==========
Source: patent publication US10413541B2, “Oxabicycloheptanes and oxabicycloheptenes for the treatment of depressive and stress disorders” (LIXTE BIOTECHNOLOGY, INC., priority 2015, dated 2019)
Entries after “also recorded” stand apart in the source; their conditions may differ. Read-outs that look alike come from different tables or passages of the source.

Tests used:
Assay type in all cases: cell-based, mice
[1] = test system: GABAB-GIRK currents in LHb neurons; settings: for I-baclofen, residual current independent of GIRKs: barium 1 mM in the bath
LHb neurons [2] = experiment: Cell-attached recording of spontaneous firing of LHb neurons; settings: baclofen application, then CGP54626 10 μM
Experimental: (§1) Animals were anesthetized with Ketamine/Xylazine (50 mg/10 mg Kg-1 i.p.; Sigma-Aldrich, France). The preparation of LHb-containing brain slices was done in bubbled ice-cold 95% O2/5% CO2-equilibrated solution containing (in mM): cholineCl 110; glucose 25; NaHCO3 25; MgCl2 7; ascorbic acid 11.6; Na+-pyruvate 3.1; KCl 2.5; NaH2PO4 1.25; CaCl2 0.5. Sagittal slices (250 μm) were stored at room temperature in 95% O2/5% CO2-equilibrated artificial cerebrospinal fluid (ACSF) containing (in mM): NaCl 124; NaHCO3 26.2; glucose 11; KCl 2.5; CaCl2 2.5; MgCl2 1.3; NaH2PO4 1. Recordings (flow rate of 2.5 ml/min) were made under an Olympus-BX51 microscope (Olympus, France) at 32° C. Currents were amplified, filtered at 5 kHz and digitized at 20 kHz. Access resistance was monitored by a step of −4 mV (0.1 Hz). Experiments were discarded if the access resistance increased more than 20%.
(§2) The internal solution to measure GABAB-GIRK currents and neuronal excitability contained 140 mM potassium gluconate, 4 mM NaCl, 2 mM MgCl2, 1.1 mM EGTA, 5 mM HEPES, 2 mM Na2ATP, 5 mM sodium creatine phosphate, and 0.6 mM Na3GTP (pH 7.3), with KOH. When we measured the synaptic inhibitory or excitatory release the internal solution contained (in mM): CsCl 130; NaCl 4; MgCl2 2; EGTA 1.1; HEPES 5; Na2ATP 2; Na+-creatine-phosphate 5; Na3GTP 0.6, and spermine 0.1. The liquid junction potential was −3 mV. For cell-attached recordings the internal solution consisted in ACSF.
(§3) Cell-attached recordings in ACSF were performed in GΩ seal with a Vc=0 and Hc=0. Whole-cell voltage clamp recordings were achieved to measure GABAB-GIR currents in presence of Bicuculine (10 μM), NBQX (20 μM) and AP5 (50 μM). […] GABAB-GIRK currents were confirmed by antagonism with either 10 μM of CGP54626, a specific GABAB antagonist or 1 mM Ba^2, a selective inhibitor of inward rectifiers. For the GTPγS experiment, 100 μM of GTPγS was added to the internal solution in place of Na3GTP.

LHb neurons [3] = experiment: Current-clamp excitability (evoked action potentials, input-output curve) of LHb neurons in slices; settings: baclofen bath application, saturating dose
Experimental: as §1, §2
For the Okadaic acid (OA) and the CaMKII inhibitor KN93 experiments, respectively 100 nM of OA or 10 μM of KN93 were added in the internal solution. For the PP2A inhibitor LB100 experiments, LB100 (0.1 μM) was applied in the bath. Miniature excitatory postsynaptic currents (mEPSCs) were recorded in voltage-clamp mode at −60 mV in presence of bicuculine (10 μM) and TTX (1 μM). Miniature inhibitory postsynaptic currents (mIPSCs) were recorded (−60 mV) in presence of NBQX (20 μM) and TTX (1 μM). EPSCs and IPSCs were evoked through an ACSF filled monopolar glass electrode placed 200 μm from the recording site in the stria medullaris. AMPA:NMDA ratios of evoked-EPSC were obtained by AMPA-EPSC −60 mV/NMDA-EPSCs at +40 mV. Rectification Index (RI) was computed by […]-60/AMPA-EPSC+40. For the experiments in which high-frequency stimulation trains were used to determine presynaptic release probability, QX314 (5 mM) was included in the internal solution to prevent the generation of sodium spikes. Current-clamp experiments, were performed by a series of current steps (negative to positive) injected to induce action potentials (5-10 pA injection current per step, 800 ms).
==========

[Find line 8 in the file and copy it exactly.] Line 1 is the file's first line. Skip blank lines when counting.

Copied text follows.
(§2) The internal solution to measure GABAB-GIRK currents and neuronal excitability contained 140 mM potassium gluconate, 4 mM NaCl, 2 mM MgCl2, 1.1 mM EGTA, 5 mM HEPES, 2 mM Na2ATP, 5 mM sodium creatine phosphate, and 0.6 mM Na3GTP (pH 7.3), with KOH. When we measured the synaptic inhibitory or excitatory release the internal solution contained (in mM): CsCl 130; NaCl 4; MgCl2 2; EGTA 1.1; HEPES 5; Na2ATP 2; Na+-creatine-phosphate 5; Na3GTP 0.6, and spermine 0.1. The liquid junction potential was −3 mV. For cell-attached recordings the internal solution consisted in ACSF.